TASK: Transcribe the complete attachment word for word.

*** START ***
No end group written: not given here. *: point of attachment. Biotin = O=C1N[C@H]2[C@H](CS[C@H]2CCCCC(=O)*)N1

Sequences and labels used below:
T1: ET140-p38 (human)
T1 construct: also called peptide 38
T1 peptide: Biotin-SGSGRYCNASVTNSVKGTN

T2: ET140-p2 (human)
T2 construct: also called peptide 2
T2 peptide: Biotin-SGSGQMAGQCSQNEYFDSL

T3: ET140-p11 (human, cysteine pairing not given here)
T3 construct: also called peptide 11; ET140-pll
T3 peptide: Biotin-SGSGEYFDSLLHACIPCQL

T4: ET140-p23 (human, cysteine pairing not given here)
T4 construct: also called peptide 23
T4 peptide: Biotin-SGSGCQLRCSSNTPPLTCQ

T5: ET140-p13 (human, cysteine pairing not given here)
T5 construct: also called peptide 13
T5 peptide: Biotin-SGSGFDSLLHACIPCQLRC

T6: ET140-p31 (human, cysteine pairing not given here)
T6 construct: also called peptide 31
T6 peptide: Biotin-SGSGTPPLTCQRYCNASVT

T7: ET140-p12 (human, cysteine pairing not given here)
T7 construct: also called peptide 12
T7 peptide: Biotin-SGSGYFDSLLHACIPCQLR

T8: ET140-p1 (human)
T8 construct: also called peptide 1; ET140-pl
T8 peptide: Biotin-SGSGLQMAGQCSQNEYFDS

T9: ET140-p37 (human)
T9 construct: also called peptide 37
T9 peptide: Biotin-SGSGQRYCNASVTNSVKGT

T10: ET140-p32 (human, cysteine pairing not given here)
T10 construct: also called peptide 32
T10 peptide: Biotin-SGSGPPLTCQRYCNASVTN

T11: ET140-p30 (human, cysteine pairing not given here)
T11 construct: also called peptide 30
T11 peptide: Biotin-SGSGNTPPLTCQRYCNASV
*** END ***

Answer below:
No end group written: not given here. *: point of attachment. Biotin = O=C1N[C@H]2[C@H](CS[C@H]2CCCCC(=O)*)N1

Sequences and labels used below:
T1: ET140-p38 (human)
T1 construct: also called peptide 38
T1 peptide: Biotin-SGSGRYCNASVTNSVKGTN

T2: ET140-p2 (human)
T2 construct: also called peptide 2
T2 peptide: Biotin-SGSGQMAGQCSQNEYFDSL

T3: ET140-p11 (human, cysteine pairing not given here)
T3 construct: also called peptide 11; ET140-pll
T3 peptide: Biotin-SGSGEYFDSLLHACIPCQL

T4: ET140-p23 (human, cysteine pairing not given here)
T4 construct: also called peptide 23
T4 peptide: Biotin-SGSGCQLRCSSNTPPLTCQ

T5: ET140-p13 (human, cysteine pairing not given here)
T5 construct: also called peptide 13
T5 peptide: Biotin-SGSGFDSLLHACIPCQLRC

T6: ET140-p31 (human, cysteine pairing not given here)
T6 construct: also called peptide 31
T6 peptide: Biotin-SGSGTPPLTCQRYCNASVT

T7: ET140-p12 (human, cysteine pairing not given here)
T7 construct: also called peptide 12
T7 peptide: Biotin-SGSGYFDSLLHACIPCQLR

T8: ET140-p1 (human)
T8 construct: also called peptide 1; ET140-pl
T8 peptide: Biotin-SGSGLQMAGQCSQNEYFDS

T9: ET140-p37 (human)
T9 construct: also called peptide 37
T9 peptide: Biotin-SGSGQRYCNASVTNSVKGT

T10: ET140-p32 (human, cysteine pairing not given here)
T10 construct: also called peptide 32
T10 peptide: Biotin-SGSGPPLTCQRYCNASVTN

T11: ET140-p30 (human, cysteine pairing not given here)
T11 construct: also called peptide 30
T11 peptide: Biotin-SGSGNTPPLTCQRYCNASV